Portcullis

Portcullis.
Portcullis.

Portcullis, or Portquilice, (fr. coulesse and herse, also sarrasine): a frame of wood strengthened and spiked with iron, used for the defence of the gate of a castle. It occurs as a badge of the house of Tudor in allusion to their descent from the Beaufort family. The illustration is taken from the east window of the Chapel founded by the king at Westminster. Besides being borne separately it is often referred to in the descriptive details of the castle, q.v.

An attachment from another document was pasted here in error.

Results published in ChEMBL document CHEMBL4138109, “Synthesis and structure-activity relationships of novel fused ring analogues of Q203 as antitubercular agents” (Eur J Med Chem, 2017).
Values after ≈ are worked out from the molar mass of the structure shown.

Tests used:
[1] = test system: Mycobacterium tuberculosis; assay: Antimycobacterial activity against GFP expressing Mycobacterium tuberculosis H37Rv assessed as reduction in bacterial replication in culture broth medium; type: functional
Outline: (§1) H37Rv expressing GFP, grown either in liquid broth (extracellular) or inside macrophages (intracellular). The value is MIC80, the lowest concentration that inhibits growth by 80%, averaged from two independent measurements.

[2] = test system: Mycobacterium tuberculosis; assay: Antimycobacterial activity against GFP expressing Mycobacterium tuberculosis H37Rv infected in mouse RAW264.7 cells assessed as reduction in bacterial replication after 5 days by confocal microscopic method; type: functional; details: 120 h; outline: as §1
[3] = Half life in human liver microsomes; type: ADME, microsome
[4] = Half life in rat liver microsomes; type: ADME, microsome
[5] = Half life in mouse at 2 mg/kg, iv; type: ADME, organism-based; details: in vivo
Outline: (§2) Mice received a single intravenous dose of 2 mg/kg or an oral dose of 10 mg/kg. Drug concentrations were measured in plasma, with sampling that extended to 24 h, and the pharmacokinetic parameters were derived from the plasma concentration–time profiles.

Argent, a portcullis sable, chains azure–REIGNOLD, or REYNOLDS, Devon.

Argent, a portcullis gules, chains azure–Burgh of ABERBROTHOCK, Scotland.

Ermine, on a chief azure three portcullises lined and ringed or–SNAPPE, Standlake, co. Oxford.

Or, a fesse embattled between three portcullises gules–YETTS, Teviotdale, Scotland.

[Portcullises are borne by the Society of TRADESMEN and ARTIFICERS; by LANGMAN, York Herald, temp. 2nd Elizabeth; and by the families of PORT, co. Dorset, O’GRADY, Viscount GUILLAMORE, LUDGATE, JURY, REEVES, Somerset, WINDYGATE, WINZIET, WINGATES, NEWMAN, and the Borough of HARWICK.]

Portcullis: the name of one of the pursuivants. See Herald.

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